Field rangers (game guards) get very well paid, uniforms, housing, medical aid and pension – but they still strike for more. To be a field ranger is deemed by their communities to be an elevated position warranting respect. And yet statistically they are often the people who are implicated in poaching, and even worse still in rhino and elephant poaching.

A huge negative associated with these good working conditions is that young men and women are joining conservation organisations for the perks and NOT for the wildlife which is entrusted into their care. Misconduct is rife and with the stringent Disciplinary Codes it is virtually impossible to get rid of anyone and accused‘s can spend years on full pay, sitting around at home waiting for their hearing date to come. The clever wrong doers ensure that when their hearing arrives their witnesses don’t. Postponement = more home time of full pay!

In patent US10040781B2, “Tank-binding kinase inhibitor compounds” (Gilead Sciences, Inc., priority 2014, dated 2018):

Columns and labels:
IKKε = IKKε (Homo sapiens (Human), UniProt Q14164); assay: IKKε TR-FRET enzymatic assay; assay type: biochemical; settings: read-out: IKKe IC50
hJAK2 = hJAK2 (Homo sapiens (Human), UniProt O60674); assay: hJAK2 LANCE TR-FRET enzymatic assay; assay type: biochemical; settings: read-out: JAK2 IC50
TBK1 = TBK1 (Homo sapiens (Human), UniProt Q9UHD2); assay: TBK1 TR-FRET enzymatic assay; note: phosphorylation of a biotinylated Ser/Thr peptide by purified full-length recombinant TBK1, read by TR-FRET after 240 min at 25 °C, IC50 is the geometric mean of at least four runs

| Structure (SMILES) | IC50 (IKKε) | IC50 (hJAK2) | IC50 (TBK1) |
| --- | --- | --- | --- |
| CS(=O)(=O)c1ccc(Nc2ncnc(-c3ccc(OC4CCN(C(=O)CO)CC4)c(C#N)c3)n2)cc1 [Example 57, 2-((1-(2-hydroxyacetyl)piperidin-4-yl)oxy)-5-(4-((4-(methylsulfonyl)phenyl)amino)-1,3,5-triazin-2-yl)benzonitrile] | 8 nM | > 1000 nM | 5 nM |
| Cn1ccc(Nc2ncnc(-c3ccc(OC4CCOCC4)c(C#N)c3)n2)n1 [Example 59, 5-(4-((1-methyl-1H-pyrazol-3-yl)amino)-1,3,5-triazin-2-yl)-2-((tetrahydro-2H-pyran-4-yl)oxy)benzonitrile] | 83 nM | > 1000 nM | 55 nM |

Sadly the ‘good-old-days’ where people joined conservation organisations for their love of wildlife has gone! Today people look at these organisations and say “What can I get out of it” and not “What can I put into it”?

Nigel Anderson – guide for African Insight



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Mobile Safari Camp – Somkhanda Game Reserve


The toilets

If camping is your thing but good ablutions are a prerequisite, then visit our Mobile Safari Camp in the heart of African Insight’s game reserve in northern Zululand. Not only are the ablutions 1st class but we will also erect as many tents as you require. All you need to do is arrive and relax!


Back of the showers